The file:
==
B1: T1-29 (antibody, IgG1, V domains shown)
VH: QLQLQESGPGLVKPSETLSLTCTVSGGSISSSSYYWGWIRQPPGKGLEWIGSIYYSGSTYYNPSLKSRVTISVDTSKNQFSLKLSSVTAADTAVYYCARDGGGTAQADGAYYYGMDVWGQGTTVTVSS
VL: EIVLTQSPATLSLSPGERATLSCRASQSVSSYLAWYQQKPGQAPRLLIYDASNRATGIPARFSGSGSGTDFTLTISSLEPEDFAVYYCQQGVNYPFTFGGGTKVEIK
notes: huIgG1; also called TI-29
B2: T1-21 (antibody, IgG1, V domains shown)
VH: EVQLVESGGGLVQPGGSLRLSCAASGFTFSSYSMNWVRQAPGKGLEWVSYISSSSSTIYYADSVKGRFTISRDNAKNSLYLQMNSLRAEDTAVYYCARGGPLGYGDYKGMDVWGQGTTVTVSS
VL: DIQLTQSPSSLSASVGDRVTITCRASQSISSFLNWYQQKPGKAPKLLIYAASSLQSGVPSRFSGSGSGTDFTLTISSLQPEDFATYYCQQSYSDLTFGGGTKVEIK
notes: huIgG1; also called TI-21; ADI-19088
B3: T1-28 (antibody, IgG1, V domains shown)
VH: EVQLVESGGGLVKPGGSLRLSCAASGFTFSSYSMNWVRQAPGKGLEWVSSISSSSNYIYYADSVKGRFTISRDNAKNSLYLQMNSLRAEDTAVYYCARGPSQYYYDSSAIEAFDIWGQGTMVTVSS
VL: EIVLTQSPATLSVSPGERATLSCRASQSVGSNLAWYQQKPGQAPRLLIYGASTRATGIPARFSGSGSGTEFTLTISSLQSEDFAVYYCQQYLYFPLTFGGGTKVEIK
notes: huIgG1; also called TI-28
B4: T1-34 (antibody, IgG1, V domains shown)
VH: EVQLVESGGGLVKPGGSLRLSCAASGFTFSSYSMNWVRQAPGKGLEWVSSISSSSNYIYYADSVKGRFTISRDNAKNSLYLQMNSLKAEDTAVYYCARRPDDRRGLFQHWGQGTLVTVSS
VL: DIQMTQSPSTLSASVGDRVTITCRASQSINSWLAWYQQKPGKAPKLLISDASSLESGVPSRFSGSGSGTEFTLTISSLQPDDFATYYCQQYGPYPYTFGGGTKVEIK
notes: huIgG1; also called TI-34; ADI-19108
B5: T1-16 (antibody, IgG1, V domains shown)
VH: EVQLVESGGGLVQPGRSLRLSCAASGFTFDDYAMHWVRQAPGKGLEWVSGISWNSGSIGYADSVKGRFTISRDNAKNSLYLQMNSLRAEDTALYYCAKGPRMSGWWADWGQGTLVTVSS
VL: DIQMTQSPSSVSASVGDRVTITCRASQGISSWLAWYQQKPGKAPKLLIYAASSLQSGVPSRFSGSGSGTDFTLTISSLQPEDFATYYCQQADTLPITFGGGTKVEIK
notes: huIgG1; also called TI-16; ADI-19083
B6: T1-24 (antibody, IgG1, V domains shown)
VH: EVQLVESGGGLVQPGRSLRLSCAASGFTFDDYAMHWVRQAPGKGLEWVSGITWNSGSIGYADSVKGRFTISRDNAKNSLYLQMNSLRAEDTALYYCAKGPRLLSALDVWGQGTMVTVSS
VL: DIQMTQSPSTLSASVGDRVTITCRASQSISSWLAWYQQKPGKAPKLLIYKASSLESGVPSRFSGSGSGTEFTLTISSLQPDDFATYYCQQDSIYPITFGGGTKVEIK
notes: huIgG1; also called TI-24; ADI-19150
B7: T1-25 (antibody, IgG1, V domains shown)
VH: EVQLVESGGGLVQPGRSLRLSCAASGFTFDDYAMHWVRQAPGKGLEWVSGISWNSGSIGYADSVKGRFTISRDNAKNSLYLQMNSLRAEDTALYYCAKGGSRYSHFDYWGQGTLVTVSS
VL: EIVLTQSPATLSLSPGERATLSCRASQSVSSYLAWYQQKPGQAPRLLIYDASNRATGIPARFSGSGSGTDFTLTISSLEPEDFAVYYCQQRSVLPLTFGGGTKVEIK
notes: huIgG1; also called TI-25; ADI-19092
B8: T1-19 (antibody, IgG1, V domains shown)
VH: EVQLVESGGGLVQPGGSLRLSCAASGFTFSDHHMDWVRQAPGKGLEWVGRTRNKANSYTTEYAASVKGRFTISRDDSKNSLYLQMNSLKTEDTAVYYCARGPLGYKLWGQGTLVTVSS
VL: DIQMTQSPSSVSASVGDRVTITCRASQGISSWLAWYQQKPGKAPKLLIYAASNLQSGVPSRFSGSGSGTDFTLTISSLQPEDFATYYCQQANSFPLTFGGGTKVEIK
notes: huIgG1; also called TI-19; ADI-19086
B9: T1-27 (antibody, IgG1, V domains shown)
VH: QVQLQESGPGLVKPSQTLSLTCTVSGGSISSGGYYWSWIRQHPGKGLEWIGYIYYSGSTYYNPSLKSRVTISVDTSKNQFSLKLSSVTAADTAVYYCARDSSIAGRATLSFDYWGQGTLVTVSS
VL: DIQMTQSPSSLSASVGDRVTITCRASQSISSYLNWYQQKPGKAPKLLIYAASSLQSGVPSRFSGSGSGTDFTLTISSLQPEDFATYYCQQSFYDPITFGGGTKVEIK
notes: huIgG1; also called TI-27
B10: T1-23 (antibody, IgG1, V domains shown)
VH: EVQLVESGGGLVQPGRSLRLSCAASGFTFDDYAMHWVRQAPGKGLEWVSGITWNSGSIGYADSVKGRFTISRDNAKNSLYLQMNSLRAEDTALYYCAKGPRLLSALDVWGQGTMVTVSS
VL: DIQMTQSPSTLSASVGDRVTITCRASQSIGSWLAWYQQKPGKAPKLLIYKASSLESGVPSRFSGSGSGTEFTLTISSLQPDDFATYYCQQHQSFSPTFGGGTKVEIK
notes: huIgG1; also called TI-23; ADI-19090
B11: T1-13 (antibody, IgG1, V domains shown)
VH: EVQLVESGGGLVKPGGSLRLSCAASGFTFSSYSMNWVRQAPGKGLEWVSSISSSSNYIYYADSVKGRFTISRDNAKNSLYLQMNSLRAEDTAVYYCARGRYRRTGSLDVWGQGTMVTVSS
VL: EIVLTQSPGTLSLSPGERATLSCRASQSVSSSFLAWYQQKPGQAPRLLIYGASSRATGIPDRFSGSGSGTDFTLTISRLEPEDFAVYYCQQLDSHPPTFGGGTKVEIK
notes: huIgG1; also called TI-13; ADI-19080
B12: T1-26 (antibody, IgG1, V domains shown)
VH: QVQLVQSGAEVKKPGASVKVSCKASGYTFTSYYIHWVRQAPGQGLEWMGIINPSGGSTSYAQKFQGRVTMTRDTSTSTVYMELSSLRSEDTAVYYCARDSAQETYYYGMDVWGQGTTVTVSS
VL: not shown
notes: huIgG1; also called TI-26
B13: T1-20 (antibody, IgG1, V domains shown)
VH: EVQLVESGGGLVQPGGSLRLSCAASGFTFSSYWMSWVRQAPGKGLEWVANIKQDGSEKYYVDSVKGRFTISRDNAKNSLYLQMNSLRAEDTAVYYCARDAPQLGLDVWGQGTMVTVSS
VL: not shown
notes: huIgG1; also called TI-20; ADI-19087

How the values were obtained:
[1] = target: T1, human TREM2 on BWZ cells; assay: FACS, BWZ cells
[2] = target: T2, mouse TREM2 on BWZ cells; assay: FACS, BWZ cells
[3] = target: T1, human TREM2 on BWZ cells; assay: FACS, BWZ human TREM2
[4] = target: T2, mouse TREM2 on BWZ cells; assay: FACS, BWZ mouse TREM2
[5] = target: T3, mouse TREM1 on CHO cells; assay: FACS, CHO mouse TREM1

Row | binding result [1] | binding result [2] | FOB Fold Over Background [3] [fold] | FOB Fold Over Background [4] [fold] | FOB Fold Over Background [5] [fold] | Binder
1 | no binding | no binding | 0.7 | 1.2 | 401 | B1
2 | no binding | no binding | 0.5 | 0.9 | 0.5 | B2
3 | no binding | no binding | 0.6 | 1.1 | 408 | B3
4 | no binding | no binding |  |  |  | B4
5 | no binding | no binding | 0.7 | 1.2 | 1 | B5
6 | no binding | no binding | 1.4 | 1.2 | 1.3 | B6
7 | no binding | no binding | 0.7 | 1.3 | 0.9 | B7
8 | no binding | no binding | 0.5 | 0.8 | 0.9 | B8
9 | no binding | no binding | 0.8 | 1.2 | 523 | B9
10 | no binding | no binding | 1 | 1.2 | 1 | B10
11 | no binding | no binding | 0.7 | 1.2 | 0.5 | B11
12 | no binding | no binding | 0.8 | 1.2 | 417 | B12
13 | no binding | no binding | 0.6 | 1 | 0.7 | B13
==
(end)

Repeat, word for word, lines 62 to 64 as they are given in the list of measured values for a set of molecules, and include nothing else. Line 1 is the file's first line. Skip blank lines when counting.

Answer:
3 | no binding | no binding | 0.6 | 1.1 | 408 | B3
4 | no binding | no binding |  |  |  | B4
5 | no binding | no binding | 0.7 | 1.2 | 1 | B5